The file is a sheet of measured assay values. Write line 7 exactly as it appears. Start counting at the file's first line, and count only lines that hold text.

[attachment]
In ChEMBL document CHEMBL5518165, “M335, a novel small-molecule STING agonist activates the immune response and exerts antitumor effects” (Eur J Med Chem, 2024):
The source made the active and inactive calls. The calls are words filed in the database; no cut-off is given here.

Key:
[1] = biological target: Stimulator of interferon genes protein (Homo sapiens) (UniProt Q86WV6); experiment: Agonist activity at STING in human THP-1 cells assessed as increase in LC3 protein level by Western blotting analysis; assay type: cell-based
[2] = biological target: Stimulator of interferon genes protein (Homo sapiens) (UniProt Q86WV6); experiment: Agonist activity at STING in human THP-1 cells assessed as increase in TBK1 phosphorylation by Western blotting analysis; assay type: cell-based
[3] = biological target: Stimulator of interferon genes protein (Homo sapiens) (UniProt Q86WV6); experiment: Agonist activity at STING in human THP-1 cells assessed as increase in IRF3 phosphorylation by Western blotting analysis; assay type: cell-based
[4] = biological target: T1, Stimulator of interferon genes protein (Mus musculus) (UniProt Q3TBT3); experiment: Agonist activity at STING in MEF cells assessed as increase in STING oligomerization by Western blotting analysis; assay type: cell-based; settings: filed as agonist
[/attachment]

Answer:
[4] = biological target: T1, Stimulator of interferon genes protein (Mus musculus) (UniProt Q3TBT3); experiment: Agonist activity at STING in MEF cells assessed as increase in STING oligomerization by Western blotting analysis; assay type: cell-based; settings: filed as agonist